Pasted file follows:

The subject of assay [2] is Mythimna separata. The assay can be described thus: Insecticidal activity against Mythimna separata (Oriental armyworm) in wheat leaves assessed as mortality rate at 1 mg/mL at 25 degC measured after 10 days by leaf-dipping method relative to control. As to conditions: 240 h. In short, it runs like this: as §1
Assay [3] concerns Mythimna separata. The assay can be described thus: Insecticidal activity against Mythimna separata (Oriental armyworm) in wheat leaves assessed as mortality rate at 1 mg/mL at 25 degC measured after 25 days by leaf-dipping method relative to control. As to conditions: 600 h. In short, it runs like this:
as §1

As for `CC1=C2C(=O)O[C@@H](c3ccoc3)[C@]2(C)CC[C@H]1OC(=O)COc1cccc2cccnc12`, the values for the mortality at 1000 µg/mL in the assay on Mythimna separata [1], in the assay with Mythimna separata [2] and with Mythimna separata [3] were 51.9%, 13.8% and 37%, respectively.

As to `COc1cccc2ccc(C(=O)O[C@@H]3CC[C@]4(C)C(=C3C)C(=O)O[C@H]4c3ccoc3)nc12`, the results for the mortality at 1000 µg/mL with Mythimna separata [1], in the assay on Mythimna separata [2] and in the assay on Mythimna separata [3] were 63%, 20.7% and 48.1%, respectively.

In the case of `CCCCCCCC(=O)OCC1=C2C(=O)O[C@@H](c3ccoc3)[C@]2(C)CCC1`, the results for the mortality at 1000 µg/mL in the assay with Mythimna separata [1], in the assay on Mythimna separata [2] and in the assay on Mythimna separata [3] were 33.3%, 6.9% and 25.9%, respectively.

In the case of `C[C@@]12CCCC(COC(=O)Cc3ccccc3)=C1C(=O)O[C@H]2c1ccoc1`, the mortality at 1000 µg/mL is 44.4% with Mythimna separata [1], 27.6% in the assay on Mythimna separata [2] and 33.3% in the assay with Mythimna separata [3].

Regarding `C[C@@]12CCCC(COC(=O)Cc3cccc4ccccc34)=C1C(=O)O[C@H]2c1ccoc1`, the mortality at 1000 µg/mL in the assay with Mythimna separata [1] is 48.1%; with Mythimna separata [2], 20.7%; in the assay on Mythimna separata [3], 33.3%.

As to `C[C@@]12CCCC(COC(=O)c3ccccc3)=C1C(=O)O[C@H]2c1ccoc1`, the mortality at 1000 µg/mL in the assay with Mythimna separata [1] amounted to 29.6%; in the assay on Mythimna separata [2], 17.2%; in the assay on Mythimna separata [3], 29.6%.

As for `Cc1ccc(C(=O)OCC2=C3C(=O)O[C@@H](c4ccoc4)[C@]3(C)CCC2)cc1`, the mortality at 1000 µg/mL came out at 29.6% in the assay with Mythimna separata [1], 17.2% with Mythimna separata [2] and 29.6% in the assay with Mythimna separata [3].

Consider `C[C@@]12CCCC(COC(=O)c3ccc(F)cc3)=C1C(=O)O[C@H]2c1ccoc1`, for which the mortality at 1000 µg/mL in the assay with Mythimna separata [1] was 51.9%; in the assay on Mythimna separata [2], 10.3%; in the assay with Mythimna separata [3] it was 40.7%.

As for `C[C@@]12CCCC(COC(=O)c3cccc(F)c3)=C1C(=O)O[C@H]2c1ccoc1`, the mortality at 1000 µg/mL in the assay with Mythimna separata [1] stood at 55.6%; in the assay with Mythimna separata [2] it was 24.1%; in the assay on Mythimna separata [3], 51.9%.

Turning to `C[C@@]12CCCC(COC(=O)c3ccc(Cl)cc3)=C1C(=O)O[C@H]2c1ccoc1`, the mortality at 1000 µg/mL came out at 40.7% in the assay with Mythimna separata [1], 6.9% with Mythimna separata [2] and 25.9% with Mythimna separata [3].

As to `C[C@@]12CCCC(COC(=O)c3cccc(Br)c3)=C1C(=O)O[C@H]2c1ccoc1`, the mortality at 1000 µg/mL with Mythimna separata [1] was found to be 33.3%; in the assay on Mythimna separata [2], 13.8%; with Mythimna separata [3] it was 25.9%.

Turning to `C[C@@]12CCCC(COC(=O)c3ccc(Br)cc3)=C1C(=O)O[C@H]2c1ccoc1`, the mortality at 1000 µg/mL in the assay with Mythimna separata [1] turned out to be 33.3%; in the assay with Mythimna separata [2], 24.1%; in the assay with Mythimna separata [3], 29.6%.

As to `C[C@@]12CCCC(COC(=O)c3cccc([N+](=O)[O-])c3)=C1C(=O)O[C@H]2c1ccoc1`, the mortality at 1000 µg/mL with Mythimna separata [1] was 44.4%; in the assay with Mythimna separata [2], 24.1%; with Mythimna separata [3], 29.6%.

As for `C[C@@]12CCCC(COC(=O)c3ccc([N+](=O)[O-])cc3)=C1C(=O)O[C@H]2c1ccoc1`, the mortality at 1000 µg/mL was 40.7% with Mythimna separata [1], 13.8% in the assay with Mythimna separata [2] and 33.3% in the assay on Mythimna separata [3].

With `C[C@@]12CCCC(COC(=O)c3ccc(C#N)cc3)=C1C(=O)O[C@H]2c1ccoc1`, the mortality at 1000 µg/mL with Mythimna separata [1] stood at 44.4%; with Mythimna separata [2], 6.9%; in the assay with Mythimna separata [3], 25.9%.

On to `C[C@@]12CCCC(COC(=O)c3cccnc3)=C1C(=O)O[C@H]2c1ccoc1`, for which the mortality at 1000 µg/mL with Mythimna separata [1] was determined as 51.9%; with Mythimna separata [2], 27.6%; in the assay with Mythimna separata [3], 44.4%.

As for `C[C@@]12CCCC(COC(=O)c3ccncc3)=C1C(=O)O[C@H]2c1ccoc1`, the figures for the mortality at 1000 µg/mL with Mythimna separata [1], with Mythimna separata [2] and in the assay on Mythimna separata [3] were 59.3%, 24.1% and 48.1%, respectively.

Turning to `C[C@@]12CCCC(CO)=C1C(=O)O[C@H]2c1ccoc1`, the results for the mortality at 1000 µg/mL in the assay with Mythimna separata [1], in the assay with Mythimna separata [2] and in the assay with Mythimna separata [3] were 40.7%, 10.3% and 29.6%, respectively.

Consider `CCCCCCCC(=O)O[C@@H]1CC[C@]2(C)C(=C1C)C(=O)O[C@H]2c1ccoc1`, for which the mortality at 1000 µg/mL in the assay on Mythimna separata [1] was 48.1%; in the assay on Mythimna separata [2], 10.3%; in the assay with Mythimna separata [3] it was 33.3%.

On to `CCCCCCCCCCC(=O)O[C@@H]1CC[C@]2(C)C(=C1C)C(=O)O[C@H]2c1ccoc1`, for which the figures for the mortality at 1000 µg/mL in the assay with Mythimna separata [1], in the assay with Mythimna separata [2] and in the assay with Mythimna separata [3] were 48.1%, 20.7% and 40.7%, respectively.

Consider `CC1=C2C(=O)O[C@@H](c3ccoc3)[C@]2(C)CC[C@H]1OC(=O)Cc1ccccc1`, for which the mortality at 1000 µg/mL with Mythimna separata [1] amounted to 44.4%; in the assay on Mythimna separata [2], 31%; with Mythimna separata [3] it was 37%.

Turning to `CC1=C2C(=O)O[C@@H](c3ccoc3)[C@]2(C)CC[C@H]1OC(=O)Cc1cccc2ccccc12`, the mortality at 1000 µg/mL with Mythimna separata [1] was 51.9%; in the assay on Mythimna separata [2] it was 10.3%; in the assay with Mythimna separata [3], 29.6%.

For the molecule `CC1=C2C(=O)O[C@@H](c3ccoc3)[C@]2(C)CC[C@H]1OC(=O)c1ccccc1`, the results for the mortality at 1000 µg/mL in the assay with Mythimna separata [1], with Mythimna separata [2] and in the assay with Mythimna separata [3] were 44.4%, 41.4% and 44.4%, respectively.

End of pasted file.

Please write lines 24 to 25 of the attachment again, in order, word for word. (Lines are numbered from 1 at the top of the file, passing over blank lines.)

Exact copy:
Consider `CC1=C2C(=O)O[C@@H](c3ccoc3)[C@]2(C)CC[C@H]1OC(=O)Cc1ccccc1`, for which the mortality at 1000 µg/mL with Mythimna separata [1] amounted to 44.4%; in the assay on Mythimna separata [2], 31%; with Mythimna separata [3] it was 37%.

Turning to `CC1=C2C(=O)O[C@@H](c3ccoc3)[C@]2(C)CC[C@H]1OC(=O)Cc1cccc2ccccc12`, the mortality at 1000 µg/mL with Mythimna separata [1] was 51.9%; in the assay on Mythimna separata [2] it was 10.3%; in the assay with Mythimna separata [3], 29.6%.